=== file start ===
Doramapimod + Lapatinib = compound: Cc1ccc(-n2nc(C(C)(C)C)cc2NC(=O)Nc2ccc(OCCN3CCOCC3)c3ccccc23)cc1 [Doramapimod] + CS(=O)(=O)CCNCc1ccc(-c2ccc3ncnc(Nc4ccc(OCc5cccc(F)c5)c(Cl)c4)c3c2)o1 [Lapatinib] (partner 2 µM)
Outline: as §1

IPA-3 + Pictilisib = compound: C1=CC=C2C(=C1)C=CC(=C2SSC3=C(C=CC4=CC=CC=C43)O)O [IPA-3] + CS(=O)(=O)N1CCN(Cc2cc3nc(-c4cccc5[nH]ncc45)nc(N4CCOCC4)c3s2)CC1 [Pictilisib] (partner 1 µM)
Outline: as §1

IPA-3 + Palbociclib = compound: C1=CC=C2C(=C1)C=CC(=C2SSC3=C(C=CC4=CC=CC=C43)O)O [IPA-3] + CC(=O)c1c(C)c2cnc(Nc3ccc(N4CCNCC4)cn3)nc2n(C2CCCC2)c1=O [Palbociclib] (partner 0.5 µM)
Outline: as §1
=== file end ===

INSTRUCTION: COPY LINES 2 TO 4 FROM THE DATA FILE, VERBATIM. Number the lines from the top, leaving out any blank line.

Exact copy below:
Outline: as §1

IPA-3 + Pictilisib = compound: C1=CC=C2C(=C1)C=CC(=C2SSC3=C(C=CC4=CC=CC=C43)O)O [IPA-3] + CS(=O)(=O)N1CCN(Cc2cc3nc(-c4cccc5[nH]ncc45)nc(N4CCOCC4)c3s2)CC1 [Pictilisib] (partner 1 µM)
Outline: as §1